If there is a phenomenon more dehumanizing, more destructive than hate, it is this: hopelessness.
That’s been driven home to me with a vengeance the last few days, but it’s something I’ve thought about for decades. Hatred can ebb. It can burn itself out. People can be educated out of their hatred. I have seen it happen, seen the former Klansman realize his world view had been broken, seen the fervent patriot come to realize the Enemy isn’t all that different.
But that stylish sentiment that nothing we do can ever change the world, that feeling strongly about issues is embarrassing and sincerity is not to be trusted, that world-weary and separate cynicism is, I think, far more pernicious, far less amenable to cure.
Hatred is fueled by fear, and fear has a half-life. Unless stoked, it eventually goes cold. Cynical hopelessness is self-healing. In other realms, other contexts, it would be called “learned helplessness”: the conviction that trying to improve your lot will only make you feel worse in the long run.
Cynicism is a form of depression. It is scar tissue covering that part of the soul that would dare to hope, if it had a little fresh air on it. I have spent time in the last years describing radical feminism to angry misogynists in Mojave Desert bars, and deep green environmentalism to off-road vehicle riders, and getting somewhere with each group. I cannot recall the last time I persuaded a cynic of anything: the very attempt to persuade is seen as selling something.
In his 1999 book Soul of A Citizen, Paul Rogat Loeb wrote:
Cynicism salves the pain of unrealized hope. If we convince ourselves that nothing can change, we don’t have to risk acting on our dreams. But the more we accept this, the more we deny core parts of ourselves. We deny even the possibility that our choices can matter…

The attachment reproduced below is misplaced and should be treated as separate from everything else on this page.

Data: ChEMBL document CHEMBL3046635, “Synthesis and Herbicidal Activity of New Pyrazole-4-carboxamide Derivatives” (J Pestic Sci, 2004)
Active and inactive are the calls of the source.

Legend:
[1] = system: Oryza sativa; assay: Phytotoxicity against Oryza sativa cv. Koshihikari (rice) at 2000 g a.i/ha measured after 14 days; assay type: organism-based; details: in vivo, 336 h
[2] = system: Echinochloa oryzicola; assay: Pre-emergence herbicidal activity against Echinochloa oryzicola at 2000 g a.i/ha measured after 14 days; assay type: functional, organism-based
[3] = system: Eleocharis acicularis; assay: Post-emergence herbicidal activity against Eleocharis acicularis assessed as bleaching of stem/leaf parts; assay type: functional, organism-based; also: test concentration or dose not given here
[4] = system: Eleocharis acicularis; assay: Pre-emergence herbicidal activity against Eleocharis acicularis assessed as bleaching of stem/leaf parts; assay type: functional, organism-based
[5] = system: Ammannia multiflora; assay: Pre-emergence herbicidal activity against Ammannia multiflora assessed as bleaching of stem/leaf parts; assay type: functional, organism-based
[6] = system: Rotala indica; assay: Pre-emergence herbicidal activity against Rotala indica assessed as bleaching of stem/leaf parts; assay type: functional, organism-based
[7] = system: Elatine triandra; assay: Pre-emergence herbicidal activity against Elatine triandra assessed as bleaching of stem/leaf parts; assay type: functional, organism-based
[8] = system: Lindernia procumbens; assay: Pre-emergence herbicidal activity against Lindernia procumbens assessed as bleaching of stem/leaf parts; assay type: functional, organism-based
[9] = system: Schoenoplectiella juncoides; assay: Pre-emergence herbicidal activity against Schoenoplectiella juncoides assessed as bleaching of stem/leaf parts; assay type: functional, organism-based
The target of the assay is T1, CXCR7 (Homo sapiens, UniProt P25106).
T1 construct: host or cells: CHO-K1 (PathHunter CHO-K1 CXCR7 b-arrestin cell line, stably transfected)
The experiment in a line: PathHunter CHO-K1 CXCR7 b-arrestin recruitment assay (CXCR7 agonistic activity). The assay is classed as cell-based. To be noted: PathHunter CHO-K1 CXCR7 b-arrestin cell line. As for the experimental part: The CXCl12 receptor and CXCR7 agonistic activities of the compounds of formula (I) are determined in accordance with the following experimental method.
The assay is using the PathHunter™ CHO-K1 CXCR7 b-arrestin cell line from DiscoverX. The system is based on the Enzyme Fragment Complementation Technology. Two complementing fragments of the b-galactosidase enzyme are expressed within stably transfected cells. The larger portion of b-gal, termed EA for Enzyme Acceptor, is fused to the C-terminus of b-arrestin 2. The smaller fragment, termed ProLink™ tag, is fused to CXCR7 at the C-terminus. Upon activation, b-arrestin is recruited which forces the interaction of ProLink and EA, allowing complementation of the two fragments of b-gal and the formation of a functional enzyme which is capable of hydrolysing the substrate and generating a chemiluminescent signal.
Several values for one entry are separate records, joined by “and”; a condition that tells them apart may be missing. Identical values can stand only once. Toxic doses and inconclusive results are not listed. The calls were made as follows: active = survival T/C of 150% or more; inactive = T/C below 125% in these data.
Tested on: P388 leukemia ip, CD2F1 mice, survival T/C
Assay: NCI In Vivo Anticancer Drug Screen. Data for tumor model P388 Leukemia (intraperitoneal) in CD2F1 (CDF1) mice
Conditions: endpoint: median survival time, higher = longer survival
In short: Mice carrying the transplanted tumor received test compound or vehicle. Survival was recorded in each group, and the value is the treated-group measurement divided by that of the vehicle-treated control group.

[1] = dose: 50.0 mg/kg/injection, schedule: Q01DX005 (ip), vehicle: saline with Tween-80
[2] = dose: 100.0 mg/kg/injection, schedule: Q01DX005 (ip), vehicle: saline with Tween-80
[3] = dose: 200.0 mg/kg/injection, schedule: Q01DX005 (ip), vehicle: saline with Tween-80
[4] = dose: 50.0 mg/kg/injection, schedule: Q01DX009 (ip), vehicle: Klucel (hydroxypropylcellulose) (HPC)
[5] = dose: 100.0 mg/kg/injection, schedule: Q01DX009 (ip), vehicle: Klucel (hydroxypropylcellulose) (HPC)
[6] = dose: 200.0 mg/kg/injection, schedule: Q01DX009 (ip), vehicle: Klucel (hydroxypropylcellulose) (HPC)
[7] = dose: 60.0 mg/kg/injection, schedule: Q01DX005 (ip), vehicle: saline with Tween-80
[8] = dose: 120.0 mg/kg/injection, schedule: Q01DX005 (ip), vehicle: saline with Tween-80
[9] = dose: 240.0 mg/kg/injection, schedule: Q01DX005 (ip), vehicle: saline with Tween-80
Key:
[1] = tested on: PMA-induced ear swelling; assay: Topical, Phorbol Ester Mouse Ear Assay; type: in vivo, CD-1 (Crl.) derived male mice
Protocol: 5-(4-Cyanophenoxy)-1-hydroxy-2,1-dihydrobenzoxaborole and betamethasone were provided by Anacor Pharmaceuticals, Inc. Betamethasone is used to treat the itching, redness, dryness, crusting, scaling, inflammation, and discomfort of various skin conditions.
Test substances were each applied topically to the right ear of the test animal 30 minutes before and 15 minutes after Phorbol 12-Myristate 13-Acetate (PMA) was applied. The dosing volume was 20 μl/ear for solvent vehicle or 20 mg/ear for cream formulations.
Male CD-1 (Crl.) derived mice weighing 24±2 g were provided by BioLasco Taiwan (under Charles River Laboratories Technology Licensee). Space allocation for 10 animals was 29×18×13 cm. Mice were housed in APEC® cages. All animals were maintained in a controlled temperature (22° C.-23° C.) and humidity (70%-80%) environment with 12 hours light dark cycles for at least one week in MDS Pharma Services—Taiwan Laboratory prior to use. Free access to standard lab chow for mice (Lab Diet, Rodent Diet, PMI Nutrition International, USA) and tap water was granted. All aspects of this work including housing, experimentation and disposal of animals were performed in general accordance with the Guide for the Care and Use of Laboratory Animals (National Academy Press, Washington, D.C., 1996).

Cultivated or crude, cynicism is treacherous. It converts the sense of not wanting to be lied to into bitter protection against dashed hopes: if we never begin to fight for our dreams, there’s no risk that we will fail.
Loeb quotes Lewis Hyde describing cynicism as “the voice of the trapped who have come to enjoy their cage,” and observes — in a passage that predated most social media by more than a decade but which rings ever truer with each updated Facebook feed:
[T]oo many activists almost delight in rolling around in the bad news, like dogs in rancid fish. If that’s all we do, we’ll reinforce the belief that efforts to change things are doomed. We’ll foster resignation and despair.
I hear him. My job for the last 25 years has been finding and sharing that bad news. I’ve fought that resignation, that despair, sometimes less successfully than others.
And I look back at my life over those last 25 years and find ways in which the world would be worse, at least marginally, had I not done the work.
I might as well quote Loeb again. (Really, you should read the whole thing.)
As an alternative to this impotent realism, I’d like to propose a clear-eyed idealism, which recognizes that these are bad times for many people, but refuses to accept that the bad times are inevitable.
That clear-eyed idealism is a difficult path: it requires you take a fair number of jabs to your soul right where that scar tissue might once have cushioned the blow. Walking the line between blithe and jaded isn’t easy.
But it is the best, most fulfilling way to live.